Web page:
Baltimore, MD Train Wreck, Jul 1854
DREADFUL RAILROAD ACCIDENT.
AWFUL CRASH ON THE SUSQUEHANNA RAILROAD.
GREAT LOSS OF LIFE!!
MANY WOUNDED, &C., &C.
One of the most appalling accidents which ever occurred in our midst, happened yesterday afternoon, near the city, on the Baltimore and Susquehanna Railroad.
Early yesterday morning a large number of excursionists repaired to Rider's Grove, 9 miles out on the railroad, to spend the day. The accident occurred about one mile this side of the grove, between the outward train for New York and one of those trains containing a portion of the excursionists on their way to the city.
The scene of the accident was a curve of the road about midway between the Relay House and Rider's Grove.
Three trains, full of ladies and gentlemen, with children, left the city during the day, to participate in the celebration. Returning, one of the trains left for Baltimore at two o'clock, another started at five, and the third, with which the accident occurred, at about fifteen minutes later.
At 25 minutes past 4 o'clock yesterday afternoon the regular train for New York left Calvert Station, consisting of four passenger cars and a baggage car - all with the exception of the last car were filled with passengers. MR. WILLIAM SCOTT was conductor, accompanied by MR. HOLLINS, and other officers of the road, who were repairing to Rider's Grove to assist in the arrangements for the safe return of the excursionists.
On arriving at the Relay House, the New York train, according to orders, proceeded to lay off on the Green Spring switch, where the instructions were that it should wait until the excursion train or trains passed. The express train from New York, due early in the day, which had been thrown out of time, was waiting at the Relay, and after it had passed down toward Baltimore, we waited for one excursion train, of about sixteen cars, crowded to excess, which passed without giving any information to the conductor that two other trains were coming, which unfortunately proved to be the case.
The road being now supposed to be clear, the New York train again took the main track, and proceeded on, and had scarcely got full under way, when, about three-quarters of a mile from the Relay, and about a mile from Rider's a terrible crash, accompanied by a rush of steam, brought all who were uninjured to their feet, and on escaping from the wrecked cars, a most heart-rending scene presented itself, that it were impossible to describe in all its horrors.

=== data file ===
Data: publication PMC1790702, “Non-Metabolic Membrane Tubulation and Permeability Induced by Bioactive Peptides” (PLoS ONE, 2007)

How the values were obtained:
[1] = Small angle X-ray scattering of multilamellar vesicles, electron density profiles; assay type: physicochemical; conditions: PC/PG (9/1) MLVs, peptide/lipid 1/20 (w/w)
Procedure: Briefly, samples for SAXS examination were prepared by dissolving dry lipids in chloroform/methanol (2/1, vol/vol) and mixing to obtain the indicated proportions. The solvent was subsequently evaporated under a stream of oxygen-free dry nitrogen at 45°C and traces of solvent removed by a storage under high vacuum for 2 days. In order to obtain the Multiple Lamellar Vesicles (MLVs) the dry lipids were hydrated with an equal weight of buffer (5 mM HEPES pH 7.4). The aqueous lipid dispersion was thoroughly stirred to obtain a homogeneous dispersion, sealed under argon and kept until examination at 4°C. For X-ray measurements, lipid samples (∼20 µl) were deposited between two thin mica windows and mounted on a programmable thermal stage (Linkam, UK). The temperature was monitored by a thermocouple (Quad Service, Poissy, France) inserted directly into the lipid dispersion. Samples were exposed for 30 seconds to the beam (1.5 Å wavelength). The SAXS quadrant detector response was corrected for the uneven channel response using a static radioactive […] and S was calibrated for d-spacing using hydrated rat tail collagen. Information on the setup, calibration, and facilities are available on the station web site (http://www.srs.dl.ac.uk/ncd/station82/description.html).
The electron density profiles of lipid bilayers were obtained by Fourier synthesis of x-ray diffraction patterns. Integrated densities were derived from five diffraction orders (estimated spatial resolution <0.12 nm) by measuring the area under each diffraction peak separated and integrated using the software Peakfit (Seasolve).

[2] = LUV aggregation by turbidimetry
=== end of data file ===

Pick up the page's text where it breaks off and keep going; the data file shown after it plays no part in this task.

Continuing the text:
The locomotive attached to the excursion train, was behind, pushing the cars; that attached to the other train, was in front, and literally plowed its way into the cars, loaded with passengers, in front.
About half a dozen cars were crashed and shivered to atoms, and a large number of their unhappy inmates either killed upon the spot or dreadfully injured. The scene is described as harrowing to the last degree. Several of those killed and wounded were so caught in the wreck of the broken cars, that they could not be released for a considerable time.
Axes and crow-bars were brought into requisition, and those alive and unhurt made super-human efforts for their relief. The cry for water from the sufferers was continual, and several persons were engaged constantly in supplying them. It was not, however, until the locomotive attached to the excursion train had been attached to the crippled mass, that the dead and wounded were got out.
A large number of those who escaped walked to town, while others came in whatever vehicle could be obtained.
The center of the foremost car was filled with the dead, dying and wounded, all wedged together in one mass with the fragments of the car and the seats, so compact that it required a half hour's time and the use of axes to rescue the wounded. A number of females and children were taken out from among the dead scarcely injured, whilst through the door of the car could be seen the protruding limbs of some who had been instantly struck dead.
Among the dead in the center of this car was MRS. ROBINSON, named in the list below, a young and beautiful woman, and HENRY CLAY JEFFERS, the son, of Madison Jeffers, a bright and beautiful boy, the bodies of whom were so wedged among the fragments of the two cars, which had been run through each other like telescope, that is was impossible to extricate them, without hauling off the fragments of the upper car by the locomotive, which was also necessary to release the large number of unfortunate creatures who still remained wedged between the forward cars, some still alive and others dead. In removing the cars MRS. ROBINSON'S body was literally torn to pieces, but in the effort to recover those in whom life still remained it became necessary to disregard the dead.